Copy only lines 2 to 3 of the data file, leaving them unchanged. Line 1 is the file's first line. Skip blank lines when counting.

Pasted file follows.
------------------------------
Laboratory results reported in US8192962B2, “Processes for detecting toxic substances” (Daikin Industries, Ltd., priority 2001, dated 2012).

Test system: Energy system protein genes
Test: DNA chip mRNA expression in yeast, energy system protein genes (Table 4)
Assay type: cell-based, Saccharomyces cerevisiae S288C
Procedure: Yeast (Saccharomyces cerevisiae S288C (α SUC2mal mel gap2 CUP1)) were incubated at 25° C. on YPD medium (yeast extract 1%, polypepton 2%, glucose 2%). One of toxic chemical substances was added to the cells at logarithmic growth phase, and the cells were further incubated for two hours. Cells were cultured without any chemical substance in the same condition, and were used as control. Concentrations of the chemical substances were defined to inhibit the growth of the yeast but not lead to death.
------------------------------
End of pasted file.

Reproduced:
Test system: Energy system protein genes
Test: DNA chip mRNA expression in yeast, energy system protein genes (Table 4)